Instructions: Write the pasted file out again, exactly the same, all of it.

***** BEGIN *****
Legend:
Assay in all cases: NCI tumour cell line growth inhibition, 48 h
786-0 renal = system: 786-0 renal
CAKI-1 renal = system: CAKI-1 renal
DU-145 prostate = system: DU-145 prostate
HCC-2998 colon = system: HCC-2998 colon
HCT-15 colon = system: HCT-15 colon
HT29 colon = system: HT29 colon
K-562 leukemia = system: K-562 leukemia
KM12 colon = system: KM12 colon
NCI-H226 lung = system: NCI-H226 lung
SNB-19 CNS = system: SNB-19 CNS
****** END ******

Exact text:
Legend:
Assay in all cases: NCI tumour cell line growth inhibition, 48 h
786-0 renal = system: 786-0 renal
CAKI-1 renal = system: CAKI-1 renal
DU-145 prostate = system: DU-145 prostate
HCC-2998 colon = system: HCC-2998 colon
HCT-15 colon = system: HCT-15 colon
HT29 colon = system: HT29 colon
K-562 leukemia = system: K-562 leukemia
KM12 colon = system: KM12 colon
NCI-H226 lung = system: NCI-H226 lung
SNB-19 CNS = system: SNB-19 CNS